Purpose: To identify most significant and therapeutically relevant prognostic factors in adults with localized primary synovial sarcomas (SS) and to confirm the usefulness of the French Federation of Cancer Centers (FNCLCC) grading system, the prognostic impact of which has been already proven in soft tissue sarcomas.
Patients and methods: Data on 128 patients with nonmetastatic SS collected from a cooperative database by the FNCLCC Sarcoma Group between 1980 and 1994 were studied retrospectively. Immunohistochemistry was performed at diagnosis in 77 cases (61%). The tumors were classified as biphasic (n = 45), monophasic fibrous (n = 72), and poorly differentiated (n = 10) subtypes. Histologic grade was determined according to the FNCLCC method, and vascular invasion was assessed in every case.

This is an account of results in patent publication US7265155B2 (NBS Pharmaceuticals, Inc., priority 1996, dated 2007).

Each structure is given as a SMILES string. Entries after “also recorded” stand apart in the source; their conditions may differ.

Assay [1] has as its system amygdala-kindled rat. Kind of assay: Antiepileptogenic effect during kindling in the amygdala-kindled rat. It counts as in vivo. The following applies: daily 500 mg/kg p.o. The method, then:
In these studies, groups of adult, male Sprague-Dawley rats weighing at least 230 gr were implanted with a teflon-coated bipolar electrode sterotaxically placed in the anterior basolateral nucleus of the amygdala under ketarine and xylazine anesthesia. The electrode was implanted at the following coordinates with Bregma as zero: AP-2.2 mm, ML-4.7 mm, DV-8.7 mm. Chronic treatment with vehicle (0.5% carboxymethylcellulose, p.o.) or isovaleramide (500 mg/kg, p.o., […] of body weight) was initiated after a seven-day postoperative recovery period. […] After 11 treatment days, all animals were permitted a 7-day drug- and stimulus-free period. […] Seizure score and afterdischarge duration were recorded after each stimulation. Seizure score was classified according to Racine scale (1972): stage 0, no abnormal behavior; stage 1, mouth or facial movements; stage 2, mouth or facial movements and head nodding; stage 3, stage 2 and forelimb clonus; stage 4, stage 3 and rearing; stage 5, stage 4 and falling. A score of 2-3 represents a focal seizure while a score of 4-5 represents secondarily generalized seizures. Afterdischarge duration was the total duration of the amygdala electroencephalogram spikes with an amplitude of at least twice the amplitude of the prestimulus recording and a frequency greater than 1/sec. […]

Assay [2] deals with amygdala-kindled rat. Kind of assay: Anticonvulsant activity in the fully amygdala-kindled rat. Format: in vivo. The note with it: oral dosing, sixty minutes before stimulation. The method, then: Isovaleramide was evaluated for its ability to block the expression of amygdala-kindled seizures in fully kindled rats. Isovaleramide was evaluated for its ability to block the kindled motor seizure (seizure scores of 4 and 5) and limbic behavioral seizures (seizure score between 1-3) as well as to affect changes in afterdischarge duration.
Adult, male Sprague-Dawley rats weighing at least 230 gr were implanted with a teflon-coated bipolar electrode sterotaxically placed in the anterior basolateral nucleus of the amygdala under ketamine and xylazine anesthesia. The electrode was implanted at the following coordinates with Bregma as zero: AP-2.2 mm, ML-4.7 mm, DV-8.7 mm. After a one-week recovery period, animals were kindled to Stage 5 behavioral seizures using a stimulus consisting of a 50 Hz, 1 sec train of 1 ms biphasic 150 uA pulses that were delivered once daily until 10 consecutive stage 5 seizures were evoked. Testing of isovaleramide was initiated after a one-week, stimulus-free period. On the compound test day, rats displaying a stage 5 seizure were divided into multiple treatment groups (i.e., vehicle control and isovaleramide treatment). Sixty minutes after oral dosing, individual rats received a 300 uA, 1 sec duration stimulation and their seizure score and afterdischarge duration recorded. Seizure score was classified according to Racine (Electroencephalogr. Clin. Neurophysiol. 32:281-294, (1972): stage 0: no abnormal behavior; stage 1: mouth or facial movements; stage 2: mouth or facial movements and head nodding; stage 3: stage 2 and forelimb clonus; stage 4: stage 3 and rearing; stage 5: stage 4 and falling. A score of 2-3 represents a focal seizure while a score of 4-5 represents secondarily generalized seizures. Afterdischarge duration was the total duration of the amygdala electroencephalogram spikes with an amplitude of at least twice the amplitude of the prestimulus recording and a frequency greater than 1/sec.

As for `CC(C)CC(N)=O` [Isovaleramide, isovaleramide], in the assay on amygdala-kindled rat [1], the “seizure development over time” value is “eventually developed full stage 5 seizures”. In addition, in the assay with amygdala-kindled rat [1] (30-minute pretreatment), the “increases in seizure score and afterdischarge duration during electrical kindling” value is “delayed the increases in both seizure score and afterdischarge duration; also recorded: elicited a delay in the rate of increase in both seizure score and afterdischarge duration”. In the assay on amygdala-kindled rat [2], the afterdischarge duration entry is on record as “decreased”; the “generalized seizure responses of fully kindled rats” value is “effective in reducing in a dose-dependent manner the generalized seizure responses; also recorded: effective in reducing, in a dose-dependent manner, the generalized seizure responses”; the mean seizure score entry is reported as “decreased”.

Results: The 5-year disease-specific survival (DSS) rate for this series of patients with localized SS was 62.9% (+/- 9.6% [SD]) with a median follow-up time of 37 months (range, 8 to 141 months). In multivariate analysis, the adverse risk factors associated with decreased DSS were International Union Against Cancer/American Joint Committee on Cancer stage III/IVA disease, male sex, and truncal tumor locations. For metastasis-free survival (MFS), disease stage III/IVA, tumor necrosis, and monophasic subtypes were the major factors associated with a less favorable prognosis. Separately, when not using disease stage, tumor necrosis, and mitotic activity, histologic grade became the most significant prognostic factor for both DSS and MFS. In addition, larger tumors and older patients become associated with a significantly worse prognosis. Independent adverse risk factors for local recurrence-free survival included histologic grade 3 and truncal tumor location.
Conclusion: These data confirm that not all SS present the same severe outcome. High-risk patients identified on the basis of these parameters may qualify for an aggressive treatment approach.